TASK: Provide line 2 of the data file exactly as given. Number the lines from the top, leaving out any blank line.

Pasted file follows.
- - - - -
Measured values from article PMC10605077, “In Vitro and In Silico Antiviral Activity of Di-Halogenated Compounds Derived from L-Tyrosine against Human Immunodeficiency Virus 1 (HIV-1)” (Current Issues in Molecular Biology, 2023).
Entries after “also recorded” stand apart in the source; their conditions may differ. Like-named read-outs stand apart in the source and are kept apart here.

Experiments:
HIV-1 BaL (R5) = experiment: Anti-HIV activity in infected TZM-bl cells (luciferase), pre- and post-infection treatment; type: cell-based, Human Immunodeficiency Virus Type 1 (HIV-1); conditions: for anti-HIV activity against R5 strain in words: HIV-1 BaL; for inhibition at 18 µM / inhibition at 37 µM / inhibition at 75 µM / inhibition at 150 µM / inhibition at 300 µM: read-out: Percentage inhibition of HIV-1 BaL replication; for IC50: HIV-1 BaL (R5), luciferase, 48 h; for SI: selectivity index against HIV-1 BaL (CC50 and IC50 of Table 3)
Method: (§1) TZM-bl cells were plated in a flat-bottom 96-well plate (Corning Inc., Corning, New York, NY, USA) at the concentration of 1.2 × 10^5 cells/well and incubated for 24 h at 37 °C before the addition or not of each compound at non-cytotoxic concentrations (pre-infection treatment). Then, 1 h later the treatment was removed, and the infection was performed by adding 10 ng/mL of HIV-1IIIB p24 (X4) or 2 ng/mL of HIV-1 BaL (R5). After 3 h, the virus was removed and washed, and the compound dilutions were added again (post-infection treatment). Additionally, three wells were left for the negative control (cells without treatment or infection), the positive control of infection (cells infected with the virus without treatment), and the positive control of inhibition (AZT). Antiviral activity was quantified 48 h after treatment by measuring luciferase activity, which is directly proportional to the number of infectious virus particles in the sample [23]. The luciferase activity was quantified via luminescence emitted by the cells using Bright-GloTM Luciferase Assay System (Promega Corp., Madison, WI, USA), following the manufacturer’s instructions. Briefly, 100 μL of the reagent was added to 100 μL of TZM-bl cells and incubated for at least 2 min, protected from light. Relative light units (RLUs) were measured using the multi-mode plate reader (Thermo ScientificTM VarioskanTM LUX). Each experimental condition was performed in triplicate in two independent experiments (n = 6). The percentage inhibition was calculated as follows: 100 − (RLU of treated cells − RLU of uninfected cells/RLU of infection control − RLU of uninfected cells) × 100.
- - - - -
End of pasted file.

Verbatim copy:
Entries after “also recorded” stand apart in the source; their conditions may differ. Like-named read-outs stand apart in the source and are kept apart here.